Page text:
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Perfect

By Rachel Joyce

Random House

385 pages, $25

By Charity Vogel

NEWS BOOK REVIEWER

The “Unlikely Pilgrimage” was an unlikely best-seller.

Now, Rachel Joyce – who had a surprise hit with her first book, about an older man who walks across England in search of a friend – is back with a new novel that, while different than the story of Harold Fry, is almost its equal as a treat.

Joyce’s work is turning her, within the space of two novels, into a major talent in British fiction.

She seems to be well-loved, too – not bad, for a writer who had an acting career for 20 years before turning to books.

The Buffalo News Book Club picked “The Unlikely Pilgrimage of Harold Fry” as its monthly selection last May.

The charm of that novel was in its conceit: a man, trying to reconnect with an ailing friend, who leaves his wife and home and walks across the breadth of the country.

Harold Fry is a modern pilgrim – seeking connection, at the very least. In his tattered shoes, Harold is someone we all feel we know: a wayfarer in a place that can be cruel and blissful by turns.

In “Perfect,” Joyce shifts as far from Harold Fry as possible. This novel is about a woman, not a man. She is young, not approaching old age. She is blond, glamorous, rich – think Grace Kelly or Gwyneth Paltrow – and pretty close to “perfect,” as she is dubbed midway through the novel.

The story is also about the woman’s son, Byron Hemmings, who is 11. It is through Byron’s eyes that we see the action of the story play out. Flawed as a narrator, Byron still sees a lot, for a boy who is on the near side of adolescence.

“Byron had always liked the way his mother referred to an item by its brand name,” Joyce writes. “It implied a specificity he found reassuring. It was like the small reminders she left for herself on the telephone pad: Polish Lucy’s Clarks shoes. Buy Turtle Wax polish. A label suggested that there was one correct name for each thing and no room for mistakes. Now, as Byron watched her tidying the kitchen and singing under her breath, the irony of it brought a lump to his throat. He must do everything in his power to keep her safe.”

“Perfect” is set partly in 1972 – a time when Byron’s mother, Diana, wears pencil skirts, matching cardigans and “pointy heels,” and carefully does her hair for her important husband’s weekend visits. (Only once, late in the book, does Diana dare to wear a kaftan – a move that is quickly squelched.)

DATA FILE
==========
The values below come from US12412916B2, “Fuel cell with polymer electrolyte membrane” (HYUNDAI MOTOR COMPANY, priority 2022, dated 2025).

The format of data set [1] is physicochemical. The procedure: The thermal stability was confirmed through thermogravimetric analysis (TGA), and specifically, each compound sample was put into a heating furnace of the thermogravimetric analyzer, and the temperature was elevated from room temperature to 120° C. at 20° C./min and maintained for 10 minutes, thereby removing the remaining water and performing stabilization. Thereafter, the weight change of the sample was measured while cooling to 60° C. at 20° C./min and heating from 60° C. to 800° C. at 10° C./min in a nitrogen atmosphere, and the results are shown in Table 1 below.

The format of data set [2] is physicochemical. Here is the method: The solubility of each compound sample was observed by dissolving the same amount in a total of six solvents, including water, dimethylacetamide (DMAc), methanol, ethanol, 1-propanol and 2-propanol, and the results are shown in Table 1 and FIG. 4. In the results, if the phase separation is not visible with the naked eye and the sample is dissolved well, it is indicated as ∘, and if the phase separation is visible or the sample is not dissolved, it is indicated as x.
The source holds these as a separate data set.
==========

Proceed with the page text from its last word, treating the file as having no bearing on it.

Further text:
Diana Hemmings has everything a woman could want: a respectable, if tightly wound, husband; a large house decorated in elegant luxury, complete with gardens and grounds; and a new Jaguar, which her husband likes her to drive because it stirs up the envy of the neighbors.

It is on a typical morning, on their way to school in this car, that an unexpected incident befalls Diana and the children. (Those who know the start of “The Bonfire of the Vanities” will recognize a parallel; it is fleeting, however.)

The rest of the story – the core of it – is about what happens after that: the impression the episode makes on Byron and his best friend, James; the close friendship that Diana forms in an unlikely quarter; and the aftershocks of the event on the family and the town in which they live.

The story of the Hemmings family is interwoven, chapter for chapter, with the story of an older man named Jim, set in the present day. These chapters add, by the end of the tale, another layer of pathos to the story – but, to this reader at least, they were not as riveting as the chapters set in the past.

Joyce has a conceit in this novel, as she did in Harold Fry: Here it is not walking across a country, but a supposed shift in time – with a loss of two seconds – that is needed to set the world straight again.

Joyce’s two novels can be seen as counterweights, in a sense: one exploring distance, one time. She is interested in how we measure the things around us and ourselves. “It is only in seeing all these not-Eileens that Jim understands how truly Eileen she is,” we read at one point in the novel. Complex calculus, indeed.

As with Harold Fry’s story, the conceit works here. But it is not necessary.

With or without the two seconds that so mesmerize young Byron, Joyce’s second novel is another balancing act of good writing and compelling story – worth picking up, for those who liked her “Unlikely Pilgrimage,” and for others, too.

Charity Vogel is a coordinator of the Book Club at The Buffalo News and a staff reporter.